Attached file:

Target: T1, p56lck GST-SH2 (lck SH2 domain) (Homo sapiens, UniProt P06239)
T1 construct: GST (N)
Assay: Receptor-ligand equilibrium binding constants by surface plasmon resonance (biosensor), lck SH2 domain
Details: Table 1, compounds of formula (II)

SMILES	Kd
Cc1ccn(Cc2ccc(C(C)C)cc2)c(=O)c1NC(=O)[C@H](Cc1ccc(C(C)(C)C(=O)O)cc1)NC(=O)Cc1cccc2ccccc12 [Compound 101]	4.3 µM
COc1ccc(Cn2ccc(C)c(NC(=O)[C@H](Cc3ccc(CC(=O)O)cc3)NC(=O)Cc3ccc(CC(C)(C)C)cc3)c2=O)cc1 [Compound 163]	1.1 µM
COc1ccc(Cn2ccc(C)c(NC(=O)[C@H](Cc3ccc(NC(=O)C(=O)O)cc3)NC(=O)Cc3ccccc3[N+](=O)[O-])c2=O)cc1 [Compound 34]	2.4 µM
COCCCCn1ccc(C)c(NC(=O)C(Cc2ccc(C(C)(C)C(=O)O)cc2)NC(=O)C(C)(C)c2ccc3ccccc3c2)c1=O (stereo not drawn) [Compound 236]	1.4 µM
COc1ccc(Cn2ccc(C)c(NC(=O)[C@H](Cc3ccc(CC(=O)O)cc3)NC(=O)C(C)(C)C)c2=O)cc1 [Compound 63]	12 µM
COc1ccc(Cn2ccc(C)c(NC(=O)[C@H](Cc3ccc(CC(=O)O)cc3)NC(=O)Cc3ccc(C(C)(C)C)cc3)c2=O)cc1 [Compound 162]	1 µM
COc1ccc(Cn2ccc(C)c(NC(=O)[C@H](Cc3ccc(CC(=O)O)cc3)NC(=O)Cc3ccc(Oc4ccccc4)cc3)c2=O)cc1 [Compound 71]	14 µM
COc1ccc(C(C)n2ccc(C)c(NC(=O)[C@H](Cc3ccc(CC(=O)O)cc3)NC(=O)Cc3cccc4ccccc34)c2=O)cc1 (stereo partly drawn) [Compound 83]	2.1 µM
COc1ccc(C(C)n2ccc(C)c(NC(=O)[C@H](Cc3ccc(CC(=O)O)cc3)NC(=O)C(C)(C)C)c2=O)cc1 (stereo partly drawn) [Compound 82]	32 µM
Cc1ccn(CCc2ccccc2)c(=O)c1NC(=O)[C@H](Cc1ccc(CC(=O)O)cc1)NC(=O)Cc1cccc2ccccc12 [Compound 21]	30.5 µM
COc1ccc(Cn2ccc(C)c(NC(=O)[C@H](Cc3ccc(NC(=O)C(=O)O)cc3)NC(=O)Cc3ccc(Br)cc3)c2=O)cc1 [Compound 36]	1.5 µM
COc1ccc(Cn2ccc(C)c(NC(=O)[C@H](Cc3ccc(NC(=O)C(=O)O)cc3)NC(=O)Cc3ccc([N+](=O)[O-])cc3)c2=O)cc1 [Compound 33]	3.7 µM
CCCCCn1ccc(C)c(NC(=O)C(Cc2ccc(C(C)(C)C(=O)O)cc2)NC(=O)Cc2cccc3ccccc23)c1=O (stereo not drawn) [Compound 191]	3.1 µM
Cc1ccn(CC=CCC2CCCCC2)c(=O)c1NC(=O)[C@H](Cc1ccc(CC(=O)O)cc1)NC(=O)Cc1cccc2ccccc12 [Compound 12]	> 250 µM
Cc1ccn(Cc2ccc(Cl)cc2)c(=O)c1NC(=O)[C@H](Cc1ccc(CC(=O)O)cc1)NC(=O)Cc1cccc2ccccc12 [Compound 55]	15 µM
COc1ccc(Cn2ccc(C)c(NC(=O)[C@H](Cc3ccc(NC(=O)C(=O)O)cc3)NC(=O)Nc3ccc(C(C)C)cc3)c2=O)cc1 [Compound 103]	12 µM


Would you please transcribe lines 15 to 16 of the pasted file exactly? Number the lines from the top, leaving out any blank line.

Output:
Cc1ccn(CCc2ccccc2)c(=O)c1NC(=O)[C@H](Cc1ccc(CC(=O)O)cc1)NC(=O)Cc1cccc2ccccc12 [Compound 21]	30.5 µM
COc1ccc(Cn2ccc(C)c(NC(=O)[C@H](Cc3ccc(NC(=O)C(=O)O)cc3)NC(=O)Cc3ccc(Br)cc3)c2=O)cc1 [Compound 36]	1.5 µM